But writing about infertility involved fear on a totally different level, because it is not just a scary topic, it touches on a deep source of shame. I was not ashamed to write my first book because, as vulnerable as I was, I figured despondency would be a struggle most people could relate to— and it was
Infertility, though, was not like that. It makes me feel different from and inferior to others. I was afraid to write about it because I feared ridicule, advice, and judgment; most of all, I feared being known for who I was. And part of who I am, part of how I experience the world, is infertility.
In the months since I’ve opened up about my upcoming book, however, I’ve been amazed by how much this topic already resonates with people. I’ve received more emails and messages from readers anticipating this book than I have for Time and Despondency–and the book isn’t even out yet.
Maybe because as humans, what we relate to more than anything is the feeling of shame–the sense of being exposed, of recognizing that sad thing in our life we can’t change no matter how much we wish we could.
3) The stories we tell matter
When I first began writing Under the Laurel Tree, I envisioned it mostly as a labor of love—a way to potentially support others by exploring the unique grief of infertility, particularly as it relates to marriage. I resisted the possibility that this writing would be helpful for me, in fact I largely expected it to make my own grief worse, and at times it has.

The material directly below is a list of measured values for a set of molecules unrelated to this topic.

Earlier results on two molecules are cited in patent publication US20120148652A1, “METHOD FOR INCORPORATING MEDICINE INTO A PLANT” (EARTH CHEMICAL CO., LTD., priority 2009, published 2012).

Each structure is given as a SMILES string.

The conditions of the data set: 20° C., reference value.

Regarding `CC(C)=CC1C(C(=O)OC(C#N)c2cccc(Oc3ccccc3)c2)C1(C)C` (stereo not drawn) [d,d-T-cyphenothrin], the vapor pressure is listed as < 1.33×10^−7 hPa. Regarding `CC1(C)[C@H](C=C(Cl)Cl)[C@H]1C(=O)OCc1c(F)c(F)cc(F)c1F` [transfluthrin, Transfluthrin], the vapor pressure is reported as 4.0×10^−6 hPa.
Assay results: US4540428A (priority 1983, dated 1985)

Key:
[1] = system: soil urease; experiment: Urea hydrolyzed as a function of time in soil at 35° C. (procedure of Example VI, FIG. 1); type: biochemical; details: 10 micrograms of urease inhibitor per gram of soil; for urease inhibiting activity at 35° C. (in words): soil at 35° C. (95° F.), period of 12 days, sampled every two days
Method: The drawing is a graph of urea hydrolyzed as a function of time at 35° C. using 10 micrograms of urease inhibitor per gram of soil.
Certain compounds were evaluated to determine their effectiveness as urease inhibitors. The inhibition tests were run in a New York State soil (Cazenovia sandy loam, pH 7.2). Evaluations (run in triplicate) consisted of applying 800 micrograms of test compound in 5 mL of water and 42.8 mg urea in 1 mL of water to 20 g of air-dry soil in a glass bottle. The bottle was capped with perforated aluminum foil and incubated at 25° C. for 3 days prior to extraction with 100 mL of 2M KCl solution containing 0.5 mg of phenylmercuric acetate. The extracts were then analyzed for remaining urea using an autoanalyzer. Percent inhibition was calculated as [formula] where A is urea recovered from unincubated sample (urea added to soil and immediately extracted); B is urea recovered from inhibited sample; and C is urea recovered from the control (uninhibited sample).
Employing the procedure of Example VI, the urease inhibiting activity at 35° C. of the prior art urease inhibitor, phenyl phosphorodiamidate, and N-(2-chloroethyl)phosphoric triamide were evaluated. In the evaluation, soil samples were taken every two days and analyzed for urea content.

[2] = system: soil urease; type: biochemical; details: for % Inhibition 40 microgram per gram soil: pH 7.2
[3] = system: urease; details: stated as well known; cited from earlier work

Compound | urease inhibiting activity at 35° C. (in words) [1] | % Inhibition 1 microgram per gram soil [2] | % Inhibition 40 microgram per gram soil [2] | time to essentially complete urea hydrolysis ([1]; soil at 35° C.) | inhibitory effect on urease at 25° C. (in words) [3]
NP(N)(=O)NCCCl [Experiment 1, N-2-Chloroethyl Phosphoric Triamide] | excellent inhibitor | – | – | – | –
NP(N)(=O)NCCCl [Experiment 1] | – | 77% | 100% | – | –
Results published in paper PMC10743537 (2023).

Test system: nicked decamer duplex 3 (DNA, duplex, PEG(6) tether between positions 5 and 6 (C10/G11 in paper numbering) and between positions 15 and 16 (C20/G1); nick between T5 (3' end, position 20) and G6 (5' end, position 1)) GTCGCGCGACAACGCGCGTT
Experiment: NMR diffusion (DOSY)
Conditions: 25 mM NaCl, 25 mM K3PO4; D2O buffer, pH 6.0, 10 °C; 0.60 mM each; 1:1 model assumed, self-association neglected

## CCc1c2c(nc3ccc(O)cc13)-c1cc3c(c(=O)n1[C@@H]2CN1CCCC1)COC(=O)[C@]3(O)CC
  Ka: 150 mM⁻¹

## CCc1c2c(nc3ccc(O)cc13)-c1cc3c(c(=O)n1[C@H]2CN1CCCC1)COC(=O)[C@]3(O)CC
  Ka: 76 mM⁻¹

Still, since handing in the manuscript this summer, I sense something within me has shifted for the better because of writing this book. To borrow the words of Jessica Handler, I’ve touched the fire of my grief, and I’ve survived—and that changes things.
But this change is not just the result of facing my demons, it’s also the result of story. My book wasn’t about my story but that of another couple–Joachim and Anna, the supposed parents of the Virgin Mary, whose marriage was torn in two as a result of infertility. Tracing their story through the turmoil of childlessness and toward reconciliation and gratitude did something to my brain. It gave me a different and less shameful story to tell about my infertility; it gave an entirely different meaning to my grief.
I can feel this difference in my bones, maybe even in my neurons–the old thought processes that told me I couldn’t have hope for the future without children, I had nothing to look forward to, or that life was meaningless, have been re-routed toward thanksgiving, purpose, and hope.
Infertility has taught me, viscerally, that the stories we tell matter. It taught me that healing stories can heal us, maybe not by making our sadness go away, but by reorienting it toward a different destination. We can learn to bear almost anything in life as long as we can find meaning in it, and infertility taught me that it’s possible to find meaning–deep, hopeful, satisfying meaning–in stories and the writing of them.
If you’ve struggled with infertility, I’d love to hear in the comments what it’s taught you about life and writing! Best of all: anyone who comments on any blog post posted this week (there will be about one per day) will be entered to win a copy of Under the Laurel Tree at the end of the weekend!